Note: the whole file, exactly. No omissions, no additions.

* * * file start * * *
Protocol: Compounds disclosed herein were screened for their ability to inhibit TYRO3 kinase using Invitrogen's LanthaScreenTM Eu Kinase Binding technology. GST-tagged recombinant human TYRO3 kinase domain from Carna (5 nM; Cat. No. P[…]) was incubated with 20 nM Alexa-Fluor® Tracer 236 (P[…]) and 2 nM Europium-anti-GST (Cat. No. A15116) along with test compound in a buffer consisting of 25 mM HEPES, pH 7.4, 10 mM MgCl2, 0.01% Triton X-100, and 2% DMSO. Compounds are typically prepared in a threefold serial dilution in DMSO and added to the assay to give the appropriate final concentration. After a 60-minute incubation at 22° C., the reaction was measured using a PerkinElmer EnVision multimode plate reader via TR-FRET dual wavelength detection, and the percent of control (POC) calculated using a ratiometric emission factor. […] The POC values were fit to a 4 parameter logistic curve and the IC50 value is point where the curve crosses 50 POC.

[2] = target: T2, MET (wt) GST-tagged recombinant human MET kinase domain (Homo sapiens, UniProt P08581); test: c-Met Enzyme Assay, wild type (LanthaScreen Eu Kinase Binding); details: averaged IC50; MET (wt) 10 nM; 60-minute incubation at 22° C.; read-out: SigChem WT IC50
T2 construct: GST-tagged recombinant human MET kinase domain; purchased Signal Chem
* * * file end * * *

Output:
Protocol: Compounds disclosed herein were screened for their ability to inhibit TYRO3 kinase using Invitrogen's LanthaScreenTM Eu Kinase Binding technology. GST-tagged recombinant human TYRO3 kinase domain from Carna (5 nM; Cat. No. P[…]) was incubated with 20 nM Alexa-Fluor® Tracer 236 (P[…]) and 2 nM Europium-anti-GST (Cat. No. A15116) along with test compound in a buffer consisting of 25 mM HEPES, pH 7.4, 10 mM MgCl2, 0.01% Triton X-100, and 2% DMSO. Compounds are typically prepared in a threefold serial dilution in DMSO and added to the assay to give the appropriate final concentration. After a 60-minute incubation at 22° C., the reaction was measured using a PerkinElmer EnVision multimode plate reader via TR-FRET dual wavelength detection, and the percent of control (POC) calculated using a ratiometric emission factor. […] The POC values were fit to a 4 parameter logistic curve and the IC50 value is point where the curve crosses 50 POC.

[2] = target: T2, MET (wt) GST-tagged recombinant human MET kinase domain (Homo sapiens, UniProt P08581); test: c-Met Enzyme Assay, wild type (LanthaScreen Eu Kinase Binding); details: averaged IC50; MET (wt) 10 nM; 60-minute incubation at 22° C.; read-out: SigChem WT IC50
T2 construct: GST-tagged recombinant human MET kinase domain; purchased Signal Chem